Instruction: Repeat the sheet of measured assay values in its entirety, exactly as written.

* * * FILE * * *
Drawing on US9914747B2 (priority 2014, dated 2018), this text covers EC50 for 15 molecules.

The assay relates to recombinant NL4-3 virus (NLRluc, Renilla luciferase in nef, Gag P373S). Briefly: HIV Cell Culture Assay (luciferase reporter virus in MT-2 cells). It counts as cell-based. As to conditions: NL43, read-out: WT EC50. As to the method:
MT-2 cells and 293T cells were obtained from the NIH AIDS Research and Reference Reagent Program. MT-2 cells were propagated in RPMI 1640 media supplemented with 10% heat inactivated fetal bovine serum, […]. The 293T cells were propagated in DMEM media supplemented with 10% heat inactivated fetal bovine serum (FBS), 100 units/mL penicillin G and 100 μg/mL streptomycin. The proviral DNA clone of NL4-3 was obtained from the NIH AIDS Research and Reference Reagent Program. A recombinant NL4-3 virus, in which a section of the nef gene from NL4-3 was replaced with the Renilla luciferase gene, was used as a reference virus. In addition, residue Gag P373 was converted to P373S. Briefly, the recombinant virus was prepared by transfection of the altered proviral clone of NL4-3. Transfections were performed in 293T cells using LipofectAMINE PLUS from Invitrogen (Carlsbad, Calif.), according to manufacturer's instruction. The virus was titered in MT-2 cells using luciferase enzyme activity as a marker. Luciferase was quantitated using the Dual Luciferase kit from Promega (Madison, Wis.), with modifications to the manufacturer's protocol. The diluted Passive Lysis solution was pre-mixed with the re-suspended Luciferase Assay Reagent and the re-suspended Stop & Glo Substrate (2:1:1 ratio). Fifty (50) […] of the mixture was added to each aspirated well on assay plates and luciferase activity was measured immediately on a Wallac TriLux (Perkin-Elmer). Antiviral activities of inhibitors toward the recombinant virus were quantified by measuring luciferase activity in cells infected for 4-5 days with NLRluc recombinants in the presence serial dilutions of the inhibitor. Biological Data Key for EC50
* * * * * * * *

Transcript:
Drawing on US9914747B2 (priority 2014, dated 2018), this text covers EC50 for 15 molecules.

The assay relates to recombinant NL4-3 virus (NLRluc, Renilla luciferase in nef, Gag P373S). Briefly: HIV Cell Culture Assay (luciferase reporter virus in MT-2 cells). It counts as cell-based. As to conditions: NL43, read-out: WT EC50. As to the method:
MT-2 cells and 293T cells were obtained from the NIH AIDS Research and Reference Reagent Program. MT-2 cells were propagated in RPMI 1640 media supplemented with 10% heat inactivated fetal bovine serum, […]. The 293T cells were propagated in DMEM media supplemented with 10% heat inactivated fetal bovine serum (FBS), 100 units/mL penicillin G and 100 μg/mL streptomycin. The proviral DNA clone of NL4-3 was obtained from the NIH AIDS Research and Reference Reagent Program. A recombinant NL4-3 virus, in which a section of the nef gene from NL4-3 was replaced with the Renilla luciferase gene, was used as a reference virus. In addition, residue Gag P373 was converted to P373S. Briefly, the recombinant virus was prepared by transfection of the altered proviral clone of NL4-3. Transfections were performed in 293T cells using LipofectAMINE PLUS from Invitrogen (Carlsbad, Calif.), according to manufacturer's instruction. The virus was titered in MT-2 cells using luciferase enzyme activity as a marker. Luciferase was quantitated using the Dual Luciferase kit from Promega (Madison, Wis.), with modifications to the manufacturer's protocol. The diluted Passive Lysis solution was pre-mixed with the re-suspended Luciferase Assay Reagent and the re-suspended Stop & Glo Substrate (2:1:1 ratio). Fifty (50) […] of the mixture was added to each aspirated well on assay plates and luciferase activity was measured immediately on a Wallac TriLux (Perkin-Elmer). Antiviral activities of inhibitors toward the recombinant virus were quantified by measuring luciferase activity in cells infected for 4-5 days with NLRluc recombinants in the presence serial dilutions of the inhibitor. Biological Data Key for EC50